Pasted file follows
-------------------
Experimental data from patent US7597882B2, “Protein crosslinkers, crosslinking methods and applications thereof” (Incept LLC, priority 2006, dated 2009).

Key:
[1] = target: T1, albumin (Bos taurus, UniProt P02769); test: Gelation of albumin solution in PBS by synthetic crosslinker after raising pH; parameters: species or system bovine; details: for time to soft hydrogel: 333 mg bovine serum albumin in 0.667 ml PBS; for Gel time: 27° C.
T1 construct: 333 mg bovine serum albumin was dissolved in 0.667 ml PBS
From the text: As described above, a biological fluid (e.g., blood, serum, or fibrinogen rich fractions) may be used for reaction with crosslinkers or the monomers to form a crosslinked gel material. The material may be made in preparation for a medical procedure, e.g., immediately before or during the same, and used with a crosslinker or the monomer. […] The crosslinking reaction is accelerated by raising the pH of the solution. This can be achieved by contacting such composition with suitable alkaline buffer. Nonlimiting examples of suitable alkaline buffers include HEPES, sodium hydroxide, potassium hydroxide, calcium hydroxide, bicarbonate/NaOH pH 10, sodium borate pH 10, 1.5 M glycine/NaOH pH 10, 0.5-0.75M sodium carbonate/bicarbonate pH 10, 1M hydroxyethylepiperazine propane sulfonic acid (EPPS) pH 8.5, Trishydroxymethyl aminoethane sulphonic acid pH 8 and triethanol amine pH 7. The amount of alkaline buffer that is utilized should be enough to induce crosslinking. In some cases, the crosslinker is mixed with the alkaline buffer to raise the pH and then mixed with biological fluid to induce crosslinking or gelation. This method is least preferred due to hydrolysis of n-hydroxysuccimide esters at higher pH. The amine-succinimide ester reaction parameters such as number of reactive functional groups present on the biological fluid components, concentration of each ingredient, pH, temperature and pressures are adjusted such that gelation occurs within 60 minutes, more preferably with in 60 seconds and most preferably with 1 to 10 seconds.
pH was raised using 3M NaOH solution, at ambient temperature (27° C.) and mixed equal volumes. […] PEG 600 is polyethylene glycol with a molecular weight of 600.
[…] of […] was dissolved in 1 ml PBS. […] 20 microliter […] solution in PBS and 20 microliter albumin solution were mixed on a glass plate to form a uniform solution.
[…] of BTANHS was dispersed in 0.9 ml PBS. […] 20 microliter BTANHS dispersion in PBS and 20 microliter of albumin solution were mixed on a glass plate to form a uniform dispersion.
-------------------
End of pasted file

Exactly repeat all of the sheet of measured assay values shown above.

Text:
Experimental data from patent US7597882B2, “Protein crosslinkers, crosslinking methods and applications thereof” (Incept LLC, priority 2006, dated 2009).

Key:
[1] = target: T1, albumin (Bos taurus, UniProt P02769); test: Gelation of albumin solution in PBS by synthetic crosslinker after raising pH; parameters: species or system bovine; details: for time to soft hydrogel: 333 mg bovine serum albumin in 0.667 ml PBS; for Gel time: 27° C.
T1 construct: 333 mg bovine serum albumin was dissolved in 0.667 ml PBS
From the text: As described above, a biological fluid (e.g., blood, serum, or fibrinogen rich fractions) may be used for reaction with crosslinkers or the monomers to form a crosslinked gel material. The material may be made in preparation for a medical procedure, e.g., immediately before or during the same, and used with a crosslinker or the monomer. […] The crosslinking reaction is accelerated by raising the pH of the solution. This can be achieved by contacting such composition with suitable alkaline buffer. Nonlimiting examples of suitable alkaline buffers include HEPES, sodium hydroxide, potassium hydroxide, calcium hydroxide, bicarbonate/NaOH pH 10, sodium borate pH 10, 1.5 M glycine/NaOH pH 10, 0.5-0.75M sodium carbonate/bicarbonate pH 10, 1M hydroxyethylepiperazine propane sulfonic acid (EPPS) pH 8.5, Trishydroxymethyl aminoethane sulphonic acid pH 8 and triethanol amine pH 7. The amount of alkaline buffer that is utilized should be enough to induce crosslinking. In some cases, the crosslinker is mixed with the alkaline buffer to raise the pH and then mixed with biological fluid to induce crosslinking or gelation. This method is least preferred due to hydrolysis of n-hydroxysuccimide esters at higher pH. The amine-succinimide ester reaction parameters such as number of reactive functional groups present on the biological fluid components, concentration of each ingredient, pH, temperature and pressures are adjusted such that gelation occurs within 60 minutes, more preferably with in 60 seconds and most preferably with 1 to 10 seconds.
pH was raised using 3M NaOH solution, at ambient temperature (27° C.) and mixed equal volumes. […] PEG 600 is polyethylene glycol with a molecular weight of 600.
[…] of […] was dissolved in 1 ml PBS. […] 20 microliter […] solution in PBS and 20 microliter albumin solution were mixed on a glass plate to form a uniform solution.
[…] of BTANHS was dispersed in 0.9 ml PBS. […] 20 microliter BTANHS dispersion in PBS and 20 microliter of albumin solution were mixed on a glass plate to form a uniform dispersion.